Plans to consult on gene editing – which could unlock substantial benefits to nature, the environment and help farmers with crops resistant to pests, disease or extreme weather and to produce healthier, more nutritious food – have been set out today (January 7), by Environment Secretary George Eustice in his speech at the Oxford Farming Conference.
The way that plants and animals grow is controlled by the information in their genes.
For centuries, farmers and growers have carefully chosen to breed stronger, healthier individual animals or plants so that the next generation has these beneficial traits - but this is a slow process.
Technologies developed in the last decade enable genes to be edited much more quickly and precisely to mimic the natural breeding process, helping to target plant and animal breeding to help the UK reach its climate and biodiversity goals in a safe and sustainable way.
Gene editing is different to genetic modification where DNA from one species is introduced to a different one. Gene edited organisms do not contain DNA from different species, and instead only produce changes that could be made slowly using traditional breeding methods.
At the moment, due to a legal ruling from the European Court of Justice in 2018, gene editing is regulated in the same way as genetic modification.
The consultation announced today will focus on stopping certain gene editing organisms from being regulated in the same way as genetic modification, as long as they could have been produced naturally or through traditional breeding.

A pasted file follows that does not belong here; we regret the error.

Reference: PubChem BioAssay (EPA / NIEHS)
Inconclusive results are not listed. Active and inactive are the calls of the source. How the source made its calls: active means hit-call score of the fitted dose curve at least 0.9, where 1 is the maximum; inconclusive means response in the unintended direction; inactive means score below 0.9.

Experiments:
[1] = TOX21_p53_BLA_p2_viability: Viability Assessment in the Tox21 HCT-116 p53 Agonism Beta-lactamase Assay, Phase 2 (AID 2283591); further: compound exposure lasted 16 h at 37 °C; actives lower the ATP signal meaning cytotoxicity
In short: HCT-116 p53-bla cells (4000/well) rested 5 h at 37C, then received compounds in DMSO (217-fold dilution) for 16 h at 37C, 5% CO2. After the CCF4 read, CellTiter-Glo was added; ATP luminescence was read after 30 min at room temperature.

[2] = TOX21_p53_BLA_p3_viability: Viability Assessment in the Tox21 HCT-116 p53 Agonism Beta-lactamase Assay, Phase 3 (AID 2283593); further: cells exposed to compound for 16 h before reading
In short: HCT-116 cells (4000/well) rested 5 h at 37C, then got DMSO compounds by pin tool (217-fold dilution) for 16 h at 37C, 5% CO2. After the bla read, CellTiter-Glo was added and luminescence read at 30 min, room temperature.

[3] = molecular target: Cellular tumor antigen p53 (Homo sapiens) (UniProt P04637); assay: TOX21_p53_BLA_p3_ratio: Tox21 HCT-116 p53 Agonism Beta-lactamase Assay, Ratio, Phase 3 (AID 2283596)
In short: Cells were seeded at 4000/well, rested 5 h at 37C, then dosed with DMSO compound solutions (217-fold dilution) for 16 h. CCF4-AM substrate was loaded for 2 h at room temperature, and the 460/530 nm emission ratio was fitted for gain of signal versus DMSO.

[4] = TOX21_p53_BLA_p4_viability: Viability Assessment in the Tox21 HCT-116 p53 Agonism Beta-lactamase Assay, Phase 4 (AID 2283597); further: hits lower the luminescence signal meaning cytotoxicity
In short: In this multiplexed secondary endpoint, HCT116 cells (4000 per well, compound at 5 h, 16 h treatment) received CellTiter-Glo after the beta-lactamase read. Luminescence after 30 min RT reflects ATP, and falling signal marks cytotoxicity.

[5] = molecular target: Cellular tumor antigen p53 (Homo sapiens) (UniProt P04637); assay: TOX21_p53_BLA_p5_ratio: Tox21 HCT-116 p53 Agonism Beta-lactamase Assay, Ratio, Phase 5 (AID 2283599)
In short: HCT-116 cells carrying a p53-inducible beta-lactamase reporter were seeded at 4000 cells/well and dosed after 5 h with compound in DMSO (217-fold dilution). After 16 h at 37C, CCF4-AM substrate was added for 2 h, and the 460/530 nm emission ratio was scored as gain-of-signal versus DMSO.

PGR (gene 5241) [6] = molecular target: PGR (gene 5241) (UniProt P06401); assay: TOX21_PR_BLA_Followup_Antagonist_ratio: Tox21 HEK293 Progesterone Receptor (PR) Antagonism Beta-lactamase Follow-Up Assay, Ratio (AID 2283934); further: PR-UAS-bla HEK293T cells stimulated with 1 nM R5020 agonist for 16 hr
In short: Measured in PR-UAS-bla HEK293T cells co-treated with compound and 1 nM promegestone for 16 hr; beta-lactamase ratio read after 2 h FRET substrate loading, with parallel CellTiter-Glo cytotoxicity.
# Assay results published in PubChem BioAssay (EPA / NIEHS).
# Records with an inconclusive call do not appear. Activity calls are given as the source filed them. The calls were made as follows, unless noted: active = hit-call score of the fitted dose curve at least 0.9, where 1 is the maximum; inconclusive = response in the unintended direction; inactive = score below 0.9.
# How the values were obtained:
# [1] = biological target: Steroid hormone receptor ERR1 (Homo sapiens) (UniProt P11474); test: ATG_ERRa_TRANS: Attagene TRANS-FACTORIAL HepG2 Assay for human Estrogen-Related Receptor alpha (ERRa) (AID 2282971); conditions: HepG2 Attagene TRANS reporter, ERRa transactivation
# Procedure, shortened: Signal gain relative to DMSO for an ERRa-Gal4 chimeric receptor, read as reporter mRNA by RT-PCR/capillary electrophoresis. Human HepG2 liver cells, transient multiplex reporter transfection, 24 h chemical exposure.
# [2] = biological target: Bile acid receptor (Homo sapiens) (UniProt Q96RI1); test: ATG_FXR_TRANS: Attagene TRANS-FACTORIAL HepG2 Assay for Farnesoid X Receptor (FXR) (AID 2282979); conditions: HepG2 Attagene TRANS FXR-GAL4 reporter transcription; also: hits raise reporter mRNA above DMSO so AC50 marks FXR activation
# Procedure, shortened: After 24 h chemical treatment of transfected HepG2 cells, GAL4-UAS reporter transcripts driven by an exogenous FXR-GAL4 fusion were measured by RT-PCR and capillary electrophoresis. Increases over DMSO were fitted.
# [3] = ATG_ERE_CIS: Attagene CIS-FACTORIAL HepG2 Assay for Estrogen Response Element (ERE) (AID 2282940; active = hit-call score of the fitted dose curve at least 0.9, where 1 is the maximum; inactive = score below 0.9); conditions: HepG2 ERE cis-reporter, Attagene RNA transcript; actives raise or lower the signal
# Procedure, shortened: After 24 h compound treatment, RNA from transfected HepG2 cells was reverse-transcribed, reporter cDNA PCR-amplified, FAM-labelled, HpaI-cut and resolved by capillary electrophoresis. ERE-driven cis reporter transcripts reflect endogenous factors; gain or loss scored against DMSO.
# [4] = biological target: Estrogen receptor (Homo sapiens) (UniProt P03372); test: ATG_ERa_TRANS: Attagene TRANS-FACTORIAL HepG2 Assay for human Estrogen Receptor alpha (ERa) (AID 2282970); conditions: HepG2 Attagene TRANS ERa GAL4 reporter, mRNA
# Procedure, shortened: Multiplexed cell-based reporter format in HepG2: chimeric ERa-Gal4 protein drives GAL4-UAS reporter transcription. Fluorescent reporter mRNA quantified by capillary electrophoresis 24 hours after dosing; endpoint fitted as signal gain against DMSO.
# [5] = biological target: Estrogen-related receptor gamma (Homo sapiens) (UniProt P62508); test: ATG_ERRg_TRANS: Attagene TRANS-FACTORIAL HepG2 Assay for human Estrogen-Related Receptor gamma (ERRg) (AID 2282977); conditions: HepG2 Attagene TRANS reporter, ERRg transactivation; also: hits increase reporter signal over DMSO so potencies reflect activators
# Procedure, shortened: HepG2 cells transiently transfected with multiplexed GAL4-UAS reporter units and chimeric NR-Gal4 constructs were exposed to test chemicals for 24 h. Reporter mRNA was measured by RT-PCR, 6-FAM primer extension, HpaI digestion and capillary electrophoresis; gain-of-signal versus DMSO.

This approach has already been adopted by a wide range of countries across the world, including Japan, Australia and Argentina.
The government has said that it will continue to work with farming and environmental groups to develop the right rules and ensure robust controls are in place to maintain the highest food safety standards while supporting the production of healthier food.
Speaking at the Oxford Farming Conference today, Environment Secretary George Eustice said:
"Gene editing has the ability to harness the genetic resources that mother nature has provided, in order to tackle the challenges of our age.
"This includes breeding crops that perform better, reducing costs to farmers and impacts on the environment, and helping us all adapt to the challenges of climate change.
Its potential was blocked by a European Court of Justice ruling in 2018, which is flawed and stifling to scientific progress.
"Now that we have left the EU, we are free to make coherent policy decisions based on science and evidence. That begins with this consultation."
Consulting with academia, environmental groups, the food and farming sectors and the public is the beginning of this process which, depending on the outcome, will require primary legislation scrutinised and approved by Parliament.